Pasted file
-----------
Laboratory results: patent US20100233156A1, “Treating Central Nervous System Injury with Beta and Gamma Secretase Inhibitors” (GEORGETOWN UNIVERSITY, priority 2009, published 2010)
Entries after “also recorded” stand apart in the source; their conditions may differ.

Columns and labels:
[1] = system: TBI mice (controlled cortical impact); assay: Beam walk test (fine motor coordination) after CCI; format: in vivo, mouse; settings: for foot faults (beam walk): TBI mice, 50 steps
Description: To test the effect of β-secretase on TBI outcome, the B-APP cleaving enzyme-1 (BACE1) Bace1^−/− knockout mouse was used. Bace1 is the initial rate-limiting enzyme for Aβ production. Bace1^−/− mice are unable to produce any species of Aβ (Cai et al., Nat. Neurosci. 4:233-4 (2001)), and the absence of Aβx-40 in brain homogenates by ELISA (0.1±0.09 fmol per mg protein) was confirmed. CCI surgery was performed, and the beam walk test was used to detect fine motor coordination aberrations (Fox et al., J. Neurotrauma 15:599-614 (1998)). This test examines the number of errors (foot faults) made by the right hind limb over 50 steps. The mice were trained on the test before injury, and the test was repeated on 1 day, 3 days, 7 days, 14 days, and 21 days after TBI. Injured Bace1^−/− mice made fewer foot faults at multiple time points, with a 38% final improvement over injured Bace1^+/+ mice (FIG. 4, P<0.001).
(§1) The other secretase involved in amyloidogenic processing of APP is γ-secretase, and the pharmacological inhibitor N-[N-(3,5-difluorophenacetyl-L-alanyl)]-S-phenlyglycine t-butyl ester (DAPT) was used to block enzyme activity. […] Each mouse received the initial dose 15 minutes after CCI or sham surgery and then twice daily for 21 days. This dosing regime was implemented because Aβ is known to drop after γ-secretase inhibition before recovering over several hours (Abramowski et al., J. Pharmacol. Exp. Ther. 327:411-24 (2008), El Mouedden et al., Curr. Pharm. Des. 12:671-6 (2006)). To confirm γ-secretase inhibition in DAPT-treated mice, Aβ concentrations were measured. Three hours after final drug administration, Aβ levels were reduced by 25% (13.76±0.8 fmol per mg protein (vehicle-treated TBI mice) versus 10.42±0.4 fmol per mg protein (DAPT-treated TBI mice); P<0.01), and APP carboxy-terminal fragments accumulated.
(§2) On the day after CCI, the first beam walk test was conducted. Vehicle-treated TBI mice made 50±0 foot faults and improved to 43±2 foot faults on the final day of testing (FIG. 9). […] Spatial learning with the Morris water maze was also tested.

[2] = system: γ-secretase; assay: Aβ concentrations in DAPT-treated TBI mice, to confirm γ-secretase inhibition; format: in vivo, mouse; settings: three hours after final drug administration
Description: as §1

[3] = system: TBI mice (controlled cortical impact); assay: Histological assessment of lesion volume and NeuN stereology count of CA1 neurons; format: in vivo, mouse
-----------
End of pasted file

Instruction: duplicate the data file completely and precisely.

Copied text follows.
Laboratory results: patent US20100233156A1, “Treating Central Nervous System Injury with Beta and Gamma Secretase Inhibitors” (GEORGETOWN UNIVERSITY, priority 2009, published 2010)
Entries after “also recorded” stand apart in the source; their conditions may differ.

Columns and labels:
[1] = system: TBI mice (controlled cortical impact); assay: Beam walk test (fine motor coordination) after CCI; format: in vivo, mouse; settings: for foot faults (beam walk): TBI mice, 50 steps
Description: To test the effect of β-secretase on TBI outcome, the B-APP cleaving enzyme-1 (BACE1) Bace1^−/− knockout mouse was used. Bace1 is the initial rate-limiting enzyme for Aβ production. Bace1^−/− mice are unable to produce any species of Aβ (Cai et al., Nat. Neurosci. 4:233-4 (2001)), and the absence of Aβx-40 in brain homogenates by ELISA (0.1±0.09 fmol per mg protein) was confirmed. CCI surgery was performed, and the beam walk test was used to detect fine motor coordination aberrations (Fox et al., J. Neurotrauma 15:599-614 (1998)). This test examines the number of errors (foot faults) made by the right hind limb over 50 steps. The mice were trained on the test before injury, and the test was repeated on 1 day, 3 days, 7 days, 14 days, and 21 days after TBI. Injured Bace1^−/− mice made fewer foot faults at multiple time points, with a 38% final improvement over injured Bace1^+/+ mice (FIG. 4, P<0.001).
(§1) The other secretase involved in amyloidogenic processing of APP is γ-secretase, and the pharmacological inhibitor N-[N-(3,5-difluorophenacetyl-L-alanyl)]-S-phenlyglycine t-butyl ester (DAPT) was used to block enzyme activity. […] Each mouse received the initial dose 15 minutes after CCI or sham surgery and then twice daily for 21 days. This dosing regime was implemented because Aβ is known to drop after γ-secretase inhibition before recovering over several hours (Abramowski et al., J. Pharmacol. Exp. Ther. 327:411-24 (2008), El Mouedden et al., Curr. Pharm. Des. 12:671-6 (2006)). To confirm γ-secretase inhibition in DAPT-treated mice, Aβ concentrations were measured. Three hours after final drug administration, Aβ levels were reduced by 25% (13.76±0.8 fmol per mg protein (vehicle-treated TBI mice) versus 10.42±0.4 fmol per mg protein (DAPT-treated TBI mice); P<0.01), and APP carboxy-terminal fragments accumulated.
(§2) On the day after CCI, the first beam walk test was conducted. Vehicle-treated TBI mice made 50±0 foot faults and improved to 43±2 foot faults on the final day of testing (FIG. 9). […] Spatial learning with the Morris water maze was also tested.

[2] = system: γ-secretase; assay: Aβ concentrations in DAPT-treated TBI mice, to confirm γ-secretase inhibition; format: in vivo, mouse; settings: three hours after final drug administration
Description: as §1

[3] = system: TBI mice (controlled cortical impact); assay: Histological assessment of lesion volume and NeuN stereology count of CA1 neurons; format: in vivo, mouse